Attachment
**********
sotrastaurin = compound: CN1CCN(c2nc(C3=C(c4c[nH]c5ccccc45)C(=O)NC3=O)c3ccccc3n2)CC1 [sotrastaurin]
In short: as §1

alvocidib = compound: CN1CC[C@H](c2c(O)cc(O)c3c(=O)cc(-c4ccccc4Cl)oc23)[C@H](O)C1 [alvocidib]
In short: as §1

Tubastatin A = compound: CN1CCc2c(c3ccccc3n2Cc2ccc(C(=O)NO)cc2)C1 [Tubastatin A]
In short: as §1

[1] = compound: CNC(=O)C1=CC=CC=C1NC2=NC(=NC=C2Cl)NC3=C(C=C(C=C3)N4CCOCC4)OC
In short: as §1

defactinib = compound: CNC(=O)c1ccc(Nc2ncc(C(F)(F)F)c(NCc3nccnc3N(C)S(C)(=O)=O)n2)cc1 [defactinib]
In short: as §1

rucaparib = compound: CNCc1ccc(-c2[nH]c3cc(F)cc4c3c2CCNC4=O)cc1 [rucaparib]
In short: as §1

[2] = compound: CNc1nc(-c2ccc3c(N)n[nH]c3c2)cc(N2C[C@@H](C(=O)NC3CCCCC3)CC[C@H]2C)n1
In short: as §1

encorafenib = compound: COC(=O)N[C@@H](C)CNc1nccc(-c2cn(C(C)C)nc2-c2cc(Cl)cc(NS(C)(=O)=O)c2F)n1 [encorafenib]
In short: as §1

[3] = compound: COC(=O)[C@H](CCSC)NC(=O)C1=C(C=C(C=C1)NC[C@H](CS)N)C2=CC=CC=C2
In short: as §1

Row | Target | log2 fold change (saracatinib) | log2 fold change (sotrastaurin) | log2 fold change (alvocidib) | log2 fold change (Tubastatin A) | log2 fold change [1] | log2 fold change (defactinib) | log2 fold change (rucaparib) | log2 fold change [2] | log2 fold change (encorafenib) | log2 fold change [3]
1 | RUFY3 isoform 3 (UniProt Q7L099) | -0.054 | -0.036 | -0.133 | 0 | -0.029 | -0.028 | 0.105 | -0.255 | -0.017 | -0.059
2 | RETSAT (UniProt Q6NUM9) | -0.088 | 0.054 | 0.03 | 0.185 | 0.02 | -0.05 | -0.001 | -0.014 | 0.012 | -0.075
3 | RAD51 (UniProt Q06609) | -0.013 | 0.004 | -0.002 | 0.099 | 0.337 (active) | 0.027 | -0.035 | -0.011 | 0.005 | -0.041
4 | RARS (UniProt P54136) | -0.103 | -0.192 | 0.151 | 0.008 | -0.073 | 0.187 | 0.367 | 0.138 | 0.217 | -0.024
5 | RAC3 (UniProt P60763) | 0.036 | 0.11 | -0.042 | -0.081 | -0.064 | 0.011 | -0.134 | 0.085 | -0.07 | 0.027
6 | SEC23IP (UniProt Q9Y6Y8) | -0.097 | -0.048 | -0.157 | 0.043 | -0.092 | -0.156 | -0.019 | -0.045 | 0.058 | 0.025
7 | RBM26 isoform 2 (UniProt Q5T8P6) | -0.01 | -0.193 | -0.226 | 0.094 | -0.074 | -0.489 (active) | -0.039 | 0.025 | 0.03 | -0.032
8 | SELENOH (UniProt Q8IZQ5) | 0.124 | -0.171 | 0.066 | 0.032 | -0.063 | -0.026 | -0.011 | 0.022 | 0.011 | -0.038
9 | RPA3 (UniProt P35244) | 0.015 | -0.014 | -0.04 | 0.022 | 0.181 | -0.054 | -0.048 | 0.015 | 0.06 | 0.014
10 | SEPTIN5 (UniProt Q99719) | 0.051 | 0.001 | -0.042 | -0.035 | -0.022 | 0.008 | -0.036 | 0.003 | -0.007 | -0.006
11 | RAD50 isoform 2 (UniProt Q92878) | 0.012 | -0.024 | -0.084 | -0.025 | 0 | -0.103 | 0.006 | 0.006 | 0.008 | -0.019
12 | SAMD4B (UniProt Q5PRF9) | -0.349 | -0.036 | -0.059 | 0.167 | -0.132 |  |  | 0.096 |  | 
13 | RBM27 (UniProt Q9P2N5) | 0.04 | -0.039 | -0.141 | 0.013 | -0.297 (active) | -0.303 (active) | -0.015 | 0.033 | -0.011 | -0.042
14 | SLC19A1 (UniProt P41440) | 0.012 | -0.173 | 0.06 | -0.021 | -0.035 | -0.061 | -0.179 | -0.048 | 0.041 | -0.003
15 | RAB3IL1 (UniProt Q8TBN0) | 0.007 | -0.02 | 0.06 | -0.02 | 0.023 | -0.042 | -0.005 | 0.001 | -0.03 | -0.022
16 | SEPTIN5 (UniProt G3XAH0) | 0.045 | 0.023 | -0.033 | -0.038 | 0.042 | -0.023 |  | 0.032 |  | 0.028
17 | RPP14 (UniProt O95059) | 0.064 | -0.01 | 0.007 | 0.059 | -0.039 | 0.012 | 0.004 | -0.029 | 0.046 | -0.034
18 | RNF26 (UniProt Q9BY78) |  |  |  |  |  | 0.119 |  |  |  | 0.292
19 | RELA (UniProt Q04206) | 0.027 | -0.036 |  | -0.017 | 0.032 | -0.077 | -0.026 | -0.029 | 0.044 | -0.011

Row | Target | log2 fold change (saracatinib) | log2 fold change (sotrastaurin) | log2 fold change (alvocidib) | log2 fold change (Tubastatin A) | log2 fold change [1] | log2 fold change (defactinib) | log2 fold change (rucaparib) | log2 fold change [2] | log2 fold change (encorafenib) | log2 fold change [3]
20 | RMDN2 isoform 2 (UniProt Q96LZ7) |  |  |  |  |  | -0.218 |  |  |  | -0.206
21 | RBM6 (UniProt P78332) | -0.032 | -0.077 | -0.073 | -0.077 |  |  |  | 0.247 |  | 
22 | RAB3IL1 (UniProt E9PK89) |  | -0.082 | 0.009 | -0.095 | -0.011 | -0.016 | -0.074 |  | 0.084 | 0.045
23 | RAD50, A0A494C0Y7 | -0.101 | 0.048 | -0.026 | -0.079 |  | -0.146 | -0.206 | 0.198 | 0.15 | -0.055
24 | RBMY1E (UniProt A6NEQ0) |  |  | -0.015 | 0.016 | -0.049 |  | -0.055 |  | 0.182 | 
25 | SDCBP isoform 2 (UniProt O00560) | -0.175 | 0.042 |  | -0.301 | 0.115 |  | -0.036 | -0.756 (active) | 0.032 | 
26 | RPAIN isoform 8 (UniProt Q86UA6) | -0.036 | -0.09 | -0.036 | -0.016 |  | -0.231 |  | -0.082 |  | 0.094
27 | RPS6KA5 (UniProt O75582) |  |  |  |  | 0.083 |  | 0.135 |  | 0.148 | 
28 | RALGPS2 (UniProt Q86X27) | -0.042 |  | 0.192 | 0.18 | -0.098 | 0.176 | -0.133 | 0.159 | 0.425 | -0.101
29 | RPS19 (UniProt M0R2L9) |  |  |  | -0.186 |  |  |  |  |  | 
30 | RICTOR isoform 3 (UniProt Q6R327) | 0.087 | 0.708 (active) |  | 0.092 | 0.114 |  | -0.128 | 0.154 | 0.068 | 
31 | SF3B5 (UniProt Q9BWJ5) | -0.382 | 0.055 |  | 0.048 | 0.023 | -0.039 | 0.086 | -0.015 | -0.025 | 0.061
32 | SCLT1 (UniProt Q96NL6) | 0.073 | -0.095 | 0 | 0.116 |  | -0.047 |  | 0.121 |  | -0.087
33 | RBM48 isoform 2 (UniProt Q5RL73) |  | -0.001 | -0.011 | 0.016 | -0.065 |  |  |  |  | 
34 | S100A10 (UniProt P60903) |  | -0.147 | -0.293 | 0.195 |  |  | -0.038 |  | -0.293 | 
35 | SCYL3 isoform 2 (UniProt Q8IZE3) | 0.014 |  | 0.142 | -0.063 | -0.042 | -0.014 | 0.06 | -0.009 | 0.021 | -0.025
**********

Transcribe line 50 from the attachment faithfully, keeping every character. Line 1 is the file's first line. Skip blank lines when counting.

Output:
30 | RICTOR isoform 3 (UniProt Q6R327) | 0.087 | 0.708 (active) |  | 0.092 | 0.114 |  | -0.128 | 0.154 | 0.068 | 